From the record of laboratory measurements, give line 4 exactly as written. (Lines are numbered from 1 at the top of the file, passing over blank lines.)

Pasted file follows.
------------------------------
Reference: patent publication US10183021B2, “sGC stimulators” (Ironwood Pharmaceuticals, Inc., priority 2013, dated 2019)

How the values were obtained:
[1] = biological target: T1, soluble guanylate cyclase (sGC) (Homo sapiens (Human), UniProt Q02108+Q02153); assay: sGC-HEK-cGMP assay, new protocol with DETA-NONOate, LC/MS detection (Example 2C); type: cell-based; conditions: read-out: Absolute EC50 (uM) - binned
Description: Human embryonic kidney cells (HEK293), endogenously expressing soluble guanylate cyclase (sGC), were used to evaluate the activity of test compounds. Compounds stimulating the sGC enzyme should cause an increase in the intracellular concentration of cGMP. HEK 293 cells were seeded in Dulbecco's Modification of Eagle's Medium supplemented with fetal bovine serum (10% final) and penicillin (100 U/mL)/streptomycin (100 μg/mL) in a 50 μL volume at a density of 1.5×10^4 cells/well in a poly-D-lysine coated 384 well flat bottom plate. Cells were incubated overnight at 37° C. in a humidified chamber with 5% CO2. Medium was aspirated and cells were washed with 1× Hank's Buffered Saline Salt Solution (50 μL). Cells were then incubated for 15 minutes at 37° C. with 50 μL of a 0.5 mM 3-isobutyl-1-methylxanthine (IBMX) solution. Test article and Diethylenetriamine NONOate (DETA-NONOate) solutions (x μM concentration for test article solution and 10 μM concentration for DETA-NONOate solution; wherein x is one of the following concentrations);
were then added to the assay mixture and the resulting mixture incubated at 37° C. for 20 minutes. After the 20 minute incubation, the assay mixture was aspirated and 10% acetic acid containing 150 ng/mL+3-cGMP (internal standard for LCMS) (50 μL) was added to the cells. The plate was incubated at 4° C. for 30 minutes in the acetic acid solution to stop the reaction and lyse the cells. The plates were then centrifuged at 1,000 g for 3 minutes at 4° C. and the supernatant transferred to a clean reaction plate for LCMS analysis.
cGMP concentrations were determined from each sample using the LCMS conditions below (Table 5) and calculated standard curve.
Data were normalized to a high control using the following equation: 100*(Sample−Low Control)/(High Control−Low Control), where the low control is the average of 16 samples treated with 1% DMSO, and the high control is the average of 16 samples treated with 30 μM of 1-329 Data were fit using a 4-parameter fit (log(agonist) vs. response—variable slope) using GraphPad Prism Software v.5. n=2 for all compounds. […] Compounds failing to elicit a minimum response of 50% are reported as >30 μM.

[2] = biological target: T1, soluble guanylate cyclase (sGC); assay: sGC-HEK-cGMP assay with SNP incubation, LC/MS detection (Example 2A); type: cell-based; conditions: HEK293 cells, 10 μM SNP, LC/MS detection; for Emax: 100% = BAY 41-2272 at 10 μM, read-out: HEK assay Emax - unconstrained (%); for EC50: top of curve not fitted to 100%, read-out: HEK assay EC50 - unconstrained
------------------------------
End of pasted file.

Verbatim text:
Description: Human embryonic kidney cells (HEK293), endogenously expressing soluble guanylate cyclase (sGC), were used to evaluate the activity of test compounds. Compounds stimulating the sGC enzyme should cause an increase in the intracellular concentration of cGMP. HEK 293 cells were seeded in Dulbecco's Modification of Eagle's Medium supplemented with fetal bovine serum (10% final) and penicillin (100 U/mL)/streptomycin (100 μg/mL) in a 50 μL volume at a density of 1.5×10^4 cells/well in a poly-D-lysine coated 384 well flat bottom plate. Cells were incubated overnight at 37° C. in a humidified chamber with 5% CO2. Medium was aspirated and cells were washed with 1× Hank's Buffered Saline Salt Solution (50 μL). Cells were then incubated for 15 minutes at 37° C. with 50 μL of a 0.5 mM 3-isobutyl-1-methylxanthine (IBMX) solution. Test article and Diethylenetriamine NONOate (DETA-NONOate) solutions (x μM concentration for test article solution and 10 μM concentration for DETA-NONOate solution; wherein x is one of the following concentrations);